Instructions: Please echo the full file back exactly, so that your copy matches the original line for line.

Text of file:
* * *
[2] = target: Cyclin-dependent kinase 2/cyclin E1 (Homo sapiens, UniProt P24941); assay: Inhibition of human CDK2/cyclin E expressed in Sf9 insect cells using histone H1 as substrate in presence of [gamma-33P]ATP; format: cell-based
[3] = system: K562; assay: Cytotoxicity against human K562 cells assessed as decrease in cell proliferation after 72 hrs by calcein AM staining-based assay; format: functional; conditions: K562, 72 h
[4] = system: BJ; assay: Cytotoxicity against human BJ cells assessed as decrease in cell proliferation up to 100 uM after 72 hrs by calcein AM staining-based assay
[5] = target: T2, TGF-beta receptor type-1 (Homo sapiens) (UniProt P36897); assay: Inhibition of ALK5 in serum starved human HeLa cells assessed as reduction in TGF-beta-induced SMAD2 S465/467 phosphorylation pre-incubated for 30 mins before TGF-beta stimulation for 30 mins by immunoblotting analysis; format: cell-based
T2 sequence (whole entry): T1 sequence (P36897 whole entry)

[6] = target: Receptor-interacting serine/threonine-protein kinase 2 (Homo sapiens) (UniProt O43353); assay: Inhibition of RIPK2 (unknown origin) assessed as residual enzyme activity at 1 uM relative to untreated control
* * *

[2] = target: Cyclin-dependent kinase 2/cyclin E1 (Homo sapiens, UniProt P24941); assay: Inhibition of human CDK2/cyclin E expressed in Sf9 insect cells using histone H1 as substrate in presence of [gamma-33P]ATP; format: cell-based
[3] = system: K562; assay: Cytotoxicity against human K562 cells assessed as decrease in cell proliferation after 72 hrs by calcein AM staining-based assay; format: functional; conditions: K562, 72 h
[4] = system: BJ; assay: Cytotoxicity against human BJ cells assessed as decrease in cell proliferation up to 100 uM after 72 hrs by calcein AM staining-based assay
[5] = target: T2, TGF-beta receptor type-1 (Homo sapiens) (UniProt P36897); assay: Inhibition of ALK5 in serum starved human HeLa cells assessed as reduction in TGF-beta-induced SMAD2 S465/467 phosphorylation pre-incubated for 30 mins before TGF-beta stimulation for 30 mins by immunoblotting analysis; format: cell-based
T2 sequence (whole entry): T1 sequence (P36897 whole entry)

[6] = target: Receptor-interacting serine/threonine-protein kinase 2 (Homo sapiens) (UniProt O43353); assay: Inhibition of RIPK2 (unknown origin) assessed as residual enzyme activity at 1 uM relative to untreated control